# The JK Flip Flop

## The JK Flip Flop

From the previous tutorial we now know that the basic gated SR NAND flip flop suffers from two basic problems: number one, the S = 0 and R = 0 condition (S = R = 0) must always be avoided, and number two, if S or R change state while the enable input is high the correct latching action may not occur. Then to overcome these two fundamental design problems with the SR flip-flop design, the JK flip Flop was developed. This simple JK flip Flop is the most widely used of all the flip-flop designs and is considered to be a universal flip-flop circuit. The sequential operation of the JK flip flop is exactly the same as for the previous SR flip-flop with the same “Set” and “Reset” inputs. The difference this time is that the “JK flip flop” has no invalid or forbidden input states of the SR Latch even when S and R are both at logic “1”.

The JK flip flop is basically a gated SR flip-flop with the addition of a clock input circuitry that prevents the illegal or invalid output condition that can occur when both inputs S and R are equal to logic level “1”. Due to this additional clocked input, a JK flip-flop has four possible input combinations, “logic 1”, “logic 0”, “no change” and “toggle”. The symbol for a JK flip flop is similar to that of an SR Bistable Latch as seen in the previous tutorial except for the addition of a clock input.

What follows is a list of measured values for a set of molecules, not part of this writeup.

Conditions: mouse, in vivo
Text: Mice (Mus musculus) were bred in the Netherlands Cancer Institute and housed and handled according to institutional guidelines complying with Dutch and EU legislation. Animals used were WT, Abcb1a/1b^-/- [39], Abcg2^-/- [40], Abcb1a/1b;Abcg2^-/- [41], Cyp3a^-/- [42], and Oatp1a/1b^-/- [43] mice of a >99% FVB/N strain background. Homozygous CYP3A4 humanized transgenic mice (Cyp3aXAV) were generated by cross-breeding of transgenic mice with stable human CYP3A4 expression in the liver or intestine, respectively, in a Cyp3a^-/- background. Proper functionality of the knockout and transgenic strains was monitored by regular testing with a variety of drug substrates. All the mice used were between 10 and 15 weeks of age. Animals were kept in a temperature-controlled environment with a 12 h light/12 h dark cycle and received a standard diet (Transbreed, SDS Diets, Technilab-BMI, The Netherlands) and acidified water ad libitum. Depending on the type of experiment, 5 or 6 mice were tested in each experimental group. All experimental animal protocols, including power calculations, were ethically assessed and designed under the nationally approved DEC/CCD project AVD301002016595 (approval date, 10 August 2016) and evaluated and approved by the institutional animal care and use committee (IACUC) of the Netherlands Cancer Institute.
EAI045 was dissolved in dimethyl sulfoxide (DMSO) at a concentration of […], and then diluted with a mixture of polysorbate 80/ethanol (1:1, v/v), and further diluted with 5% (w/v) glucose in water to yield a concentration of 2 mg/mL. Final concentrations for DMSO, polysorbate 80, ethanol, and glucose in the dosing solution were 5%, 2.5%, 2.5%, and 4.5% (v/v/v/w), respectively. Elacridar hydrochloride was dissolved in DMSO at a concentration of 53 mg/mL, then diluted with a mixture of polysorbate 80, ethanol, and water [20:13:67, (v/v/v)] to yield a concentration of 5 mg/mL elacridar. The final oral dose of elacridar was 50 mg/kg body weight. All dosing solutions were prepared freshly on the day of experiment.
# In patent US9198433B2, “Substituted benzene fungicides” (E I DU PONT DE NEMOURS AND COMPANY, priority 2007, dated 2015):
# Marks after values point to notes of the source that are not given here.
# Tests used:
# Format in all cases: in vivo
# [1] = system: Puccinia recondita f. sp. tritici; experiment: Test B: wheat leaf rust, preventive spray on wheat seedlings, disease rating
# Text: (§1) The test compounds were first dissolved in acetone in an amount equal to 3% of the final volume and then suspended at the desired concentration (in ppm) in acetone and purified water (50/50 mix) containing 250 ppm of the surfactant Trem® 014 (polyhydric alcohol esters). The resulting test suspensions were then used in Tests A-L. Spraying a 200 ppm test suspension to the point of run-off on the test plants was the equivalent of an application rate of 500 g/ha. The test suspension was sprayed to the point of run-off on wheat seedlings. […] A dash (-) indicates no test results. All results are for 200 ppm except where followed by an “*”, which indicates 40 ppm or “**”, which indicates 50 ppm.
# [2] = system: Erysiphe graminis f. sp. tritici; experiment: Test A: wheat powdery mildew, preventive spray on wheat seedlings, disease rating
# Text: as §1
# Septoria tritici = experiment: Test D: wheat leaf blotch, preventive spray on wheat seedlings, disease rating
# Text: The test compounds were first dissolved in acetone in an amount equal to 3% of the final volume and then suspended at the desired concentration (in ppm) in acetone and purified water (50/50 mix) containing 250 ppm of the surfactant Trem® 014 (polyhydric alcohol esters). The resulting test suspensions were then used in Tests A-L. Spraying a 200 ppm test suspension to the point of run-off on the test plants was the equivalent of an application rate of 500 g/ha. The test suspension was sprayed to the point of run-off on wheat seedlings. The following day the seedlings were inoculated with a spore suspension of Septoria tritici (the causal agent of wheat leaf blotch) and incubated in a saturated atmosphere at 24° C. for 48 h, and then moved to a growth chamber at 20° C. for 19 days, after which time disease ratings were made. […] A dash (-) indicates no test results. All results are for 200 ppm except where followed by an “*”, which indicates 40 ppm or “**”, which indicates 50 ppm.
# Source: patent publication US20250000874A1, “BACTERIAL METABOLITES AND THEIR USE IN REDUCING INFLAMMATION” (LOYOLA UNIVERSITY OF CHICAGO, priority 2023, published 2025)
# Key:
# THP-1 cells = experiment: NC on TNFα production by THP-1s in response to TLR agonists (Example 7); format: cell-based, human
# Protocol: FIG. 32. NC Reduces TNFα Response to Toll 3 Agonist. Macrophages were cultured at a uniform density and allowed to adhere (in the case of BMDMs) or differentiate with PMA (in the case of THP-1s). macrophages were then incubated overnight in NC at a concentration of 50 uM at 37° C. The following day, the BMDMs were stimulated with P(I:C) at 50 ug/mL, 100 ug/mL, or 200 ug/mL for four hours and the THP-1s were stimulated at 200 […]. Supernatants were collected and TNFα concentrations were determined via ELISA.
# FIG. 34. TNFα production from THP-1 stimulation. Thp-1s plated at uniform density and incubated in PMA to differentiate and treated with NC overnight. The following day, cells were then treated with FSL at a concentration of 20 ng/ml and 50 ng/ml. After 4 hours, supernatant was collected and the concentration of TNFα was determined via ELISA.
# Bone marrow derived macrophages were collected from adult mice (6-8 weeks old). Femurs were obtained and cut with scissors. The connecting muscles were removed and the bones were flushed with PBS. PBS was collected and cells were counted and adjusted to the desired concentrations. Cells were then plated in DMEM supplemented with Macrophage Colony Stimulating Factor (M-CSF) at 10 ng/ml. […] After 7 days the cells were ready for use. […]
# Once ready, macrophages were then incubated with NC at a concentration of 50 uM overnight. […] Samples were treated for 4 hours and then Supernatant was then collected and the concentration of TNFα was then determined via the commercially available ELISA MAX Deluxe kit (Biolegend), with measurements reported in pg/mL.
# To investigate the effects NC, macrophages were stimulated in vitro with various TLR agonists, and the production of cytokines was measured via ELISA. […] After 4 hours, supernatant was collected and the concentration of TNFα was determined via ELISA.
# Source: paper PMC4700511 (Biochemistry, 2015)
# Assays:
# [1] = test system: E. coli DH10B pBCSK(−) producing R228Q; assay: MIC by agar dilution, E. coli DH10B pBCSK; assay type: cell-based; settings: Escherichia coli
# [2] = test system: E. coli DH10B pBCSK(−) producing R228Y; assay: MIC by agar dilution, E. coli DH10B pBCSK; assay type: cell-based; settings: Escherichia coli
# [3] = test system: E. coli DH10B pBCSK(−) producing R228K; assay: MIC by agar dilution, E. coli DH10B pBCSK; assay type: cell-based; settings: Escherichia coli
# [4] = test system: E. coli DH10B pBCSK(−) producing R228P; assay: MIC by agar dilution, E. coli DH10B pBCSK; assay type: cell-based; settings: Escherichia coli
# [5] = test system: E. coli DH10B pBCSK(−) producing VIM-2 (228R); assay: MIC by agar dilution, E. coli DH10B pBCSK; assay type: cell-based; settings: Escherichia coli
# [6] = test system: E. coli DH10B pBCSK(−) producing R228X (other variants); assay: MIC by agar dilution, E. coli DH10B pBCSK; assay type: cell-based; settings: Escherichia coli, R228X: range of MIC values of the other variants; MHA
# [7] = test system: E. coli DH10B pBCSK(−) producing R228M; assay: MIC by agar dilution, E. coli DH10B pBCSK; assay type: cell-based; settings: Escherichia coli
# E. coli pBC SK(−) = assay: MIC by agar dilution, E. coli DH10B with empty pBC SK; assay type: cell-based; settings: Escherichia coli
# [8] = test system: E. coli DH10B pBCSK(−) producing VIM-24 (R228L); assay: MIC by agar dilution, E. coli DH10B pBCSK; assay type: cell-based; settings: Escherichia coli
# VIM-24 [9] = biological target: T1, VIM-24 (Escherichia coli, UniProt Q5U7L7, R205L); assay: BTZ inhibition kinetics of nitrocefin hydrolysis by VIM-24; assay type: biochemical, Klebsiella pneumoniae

### The Basic JK Flip-flop Both the S and the R inputs of the previous SR bistable have now been replaced by two inputs called the J and K inputs, respectively after its inventor Jack Kilby. Then this equates to: J = S and K = R.

The two 2-input AND gates of the gated SR bistable have now been replaced by two 3-input NAND gates with the third input of each gate connected to the outputs at Q and Q. This cross coupling of the SR flip-flop allows the previously invalid condition of S = “1” and R = “1” state to be used to produce a “toggle action” as the two inputs are now interlocked.

If the circuit is now “SET” the J input is inhibited by the “0” status of Q through the lower NAND gate. If the circuit is “RESET” the K input is inhibited by the “0” status of Q through the upper NAND gate. As Q and Q are always different we can use them to control the input. When both inputs J and K are equal to logic “1”, the JK flip flop toggles as shown in the following truth table.

### The Truth Table for the JK Function

 same as for the SR Latch Input Output Description J K Q Q 0 0 0 0 Memory no change 0 0 0 1 0 1 1 0 Reset Q » 0 0 1 0 1 1 0 0 1 Set Q » 1 1 0 1 0 toggle action 1 1 0 1 Toggle 1 1 1 0

Then the JK flip-flop is basically an SR flip flop with feedback which enables only one of its two input terminals, either SET or RESET to be active at any one time thereby eliminating the invalid condition seen previously in the SR flip flop circuit. Also when both the J and the K inputs are at logic level “1” at the same time, and the clock input is pulsed either “HIGH”, the circuit will “toggle” from its SET state to a RESET state, or visa-versa. This results in the JK flip flop acting more like a T-type toggle flip-flop when both terminals are “HIGH”.